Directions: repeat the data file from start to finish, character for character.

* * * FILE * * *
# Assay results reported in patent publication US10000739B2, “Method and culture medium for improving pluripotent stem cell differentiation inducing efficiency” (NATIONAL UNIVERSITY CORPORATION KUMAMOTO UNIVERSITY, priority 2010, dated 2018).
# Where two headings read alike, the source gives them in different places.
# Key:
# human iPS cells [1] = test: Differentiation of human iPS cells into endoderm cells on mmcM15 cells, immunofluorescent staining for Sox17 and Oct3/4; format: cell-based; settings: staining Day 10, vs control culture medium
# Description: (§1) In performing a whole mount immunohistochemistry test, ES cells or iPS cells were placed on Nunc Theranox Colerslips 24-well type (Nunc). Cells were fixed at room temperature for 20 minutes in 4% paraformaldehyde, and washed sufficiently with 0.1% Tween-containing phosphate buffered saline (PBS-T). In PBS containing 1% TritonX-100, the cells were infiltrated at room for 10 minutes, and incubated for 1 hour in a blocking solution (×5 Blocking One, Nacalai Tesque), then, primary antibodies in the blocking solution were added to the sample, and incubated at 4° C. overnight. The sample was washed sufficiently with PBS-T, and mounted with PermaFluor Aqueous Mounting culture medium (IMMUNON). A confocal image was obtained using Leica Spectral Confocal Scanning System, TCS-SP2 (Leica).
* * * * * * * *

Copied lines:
# Assay results reported in patent publication US10000739B2, “Method and culture medium for improving pluripotent stem cell differentiation inducing efficiency” (NATIONAL UNIVERSITY CORPORATION KUMAMOTO UNIVERSITY, priority 2010, dated 2018).
# Where two headings read alike, the source gives them in different places.
# Key:
# human iPS cells [1] = test: Differentiation of human iPS cells into endoderm cells on mmcM15 cells, immunofluorescent staining for Sox17 and Oct3/4; format: cell-based; settings: staining Day 10, vs control culture medium
# Description: (§1) In performing a whole mount immunohistochemistry test, ES cells or iPS cells were placed on Nunc Theranox Colerslips 24-well type (Nunc). Cells were fixed at room temperature for 20 minutes in 4% paraformaldehyde, and washed sufficiently with 0.1% Tween-containing phosphate buffered saline (PBS-T). In PBS containing 1% TritonX-100, the cells were infiltrated at room for 10 minutes, and incubated for 1 hour in a blocking solution (×5 Blocking One, Nacalai Tesque), then, primary antibodies in the blocking solution were added to the sample, and incubated at 4° C. overnight. The sample was washed sufficiently with PBS-T, and mounted with PermaFluor Aqueous Mounting culture medium (IMMUNON). A confocal image was obtained using Leica Spectral Confocal Scanning System, TCS-SP2 (Leica).